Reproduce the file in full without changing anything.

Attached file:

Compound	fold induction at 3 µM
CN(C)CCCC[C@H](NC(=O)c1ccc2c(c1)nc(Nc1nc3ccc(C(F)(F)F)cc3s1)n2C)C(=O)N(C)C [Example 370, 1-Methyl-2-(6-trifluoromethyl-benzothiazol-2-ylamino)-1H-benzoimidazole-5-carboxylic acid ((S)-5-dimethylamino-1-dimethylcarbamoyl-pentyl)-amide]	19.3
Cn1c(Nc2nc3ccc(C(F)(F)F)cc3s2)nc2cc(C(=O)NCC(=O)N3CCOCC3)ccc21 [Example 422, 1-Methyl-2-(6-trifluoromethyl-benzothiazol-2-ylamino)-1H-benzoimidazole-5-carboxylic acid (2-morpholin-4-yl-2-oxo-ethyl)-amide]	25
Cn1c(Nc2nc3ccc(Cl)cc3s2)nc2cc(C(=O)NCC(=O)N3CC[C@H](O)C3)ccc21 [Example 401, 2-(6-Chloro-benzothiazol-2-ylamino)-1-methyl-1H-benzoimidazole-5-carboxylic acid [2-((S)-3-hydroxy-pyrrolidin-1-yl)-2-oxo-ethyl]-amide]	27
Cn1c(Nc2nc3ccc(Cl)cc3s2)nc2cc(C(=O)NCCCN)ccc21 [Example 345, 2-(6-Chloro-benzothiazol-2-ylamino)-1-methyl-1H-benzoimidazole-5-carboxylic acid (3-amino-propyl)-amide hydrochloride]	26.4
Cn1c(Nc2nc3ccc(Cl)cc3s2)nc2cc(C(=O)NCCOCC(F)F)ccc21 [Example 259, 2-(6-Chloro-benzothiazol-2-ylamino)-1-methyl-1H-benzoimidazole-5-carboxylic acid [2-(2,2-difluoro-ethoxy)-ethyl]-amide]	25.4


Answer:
Compound	fold induction at 3 µM
CN(C)CCCC[C@H](NC(=O)c1ccc2c(c1)nc(Nc1nc3ccc(C(F)(F)F)cc3s1)n2C)C(=O)N(C)C [Example 370, 1-Methyl-2-(6-trifluoromethyl-benzothiazol-2-ylamino)-1H-benzoimidazole-5-carboxylic acid ((S)-5-dimethylamino-1-dimethylcarbamoyl-pentyl)-amide]	19.3
Cn1c(Nc2nc3ccc(C(F)(F)F)cc3s2)nc2cc(C(=O)NCC(=O)N3CCOCC3)ccc21 [Example 422, 1-Methyl-2-(6-trifluoromethyl-benzothiazol-2-ylamino)-1H-benzoimidazole-5-carboxylic acid (2-morpholin-4-yl-2-oxo-ethyl)-amide]	25
Cn1c(Nc2nc3ccc(Cl)cc3s2)nc2cc(C(=O)NCC(=O)N3CC[C@H](O)C3)ccc21 [Example 401, 2-(6-Chloro-benzothiazol-2-ylamino)-1-methyl-1H-benzoimidazole-5-carboxylic acid [2-((S)-3-hydroxy-pyrrolidin-1-yl)-2-oxo-ethyl]-amide]	27
Cn1c(Nc2nc3ccc(Cl)cc3s2)nc2cc(C(=O)NCCCN)ccc21 [Example 345, 2-(6-Chloro-benzothiazol-2-ylamino)-1-methyl-1H-benzoimidazole-5-carboxylic acid (3-amino-propyl)-amide hydrochloride]	26.4
Cn1c(Nc2nc3ccc(Cl)cc3s2)nc2cc(C(=O)NCCOCC(F)F)ccc21 [Example 259, 2-(6-Chloro-benzothiazol-2-ylamino)-1-methyl-1H-benzoimidazole-5-carboxylic acid [2-(2,2-difluoro-ethoxy)-ethyl]-amide]	25.4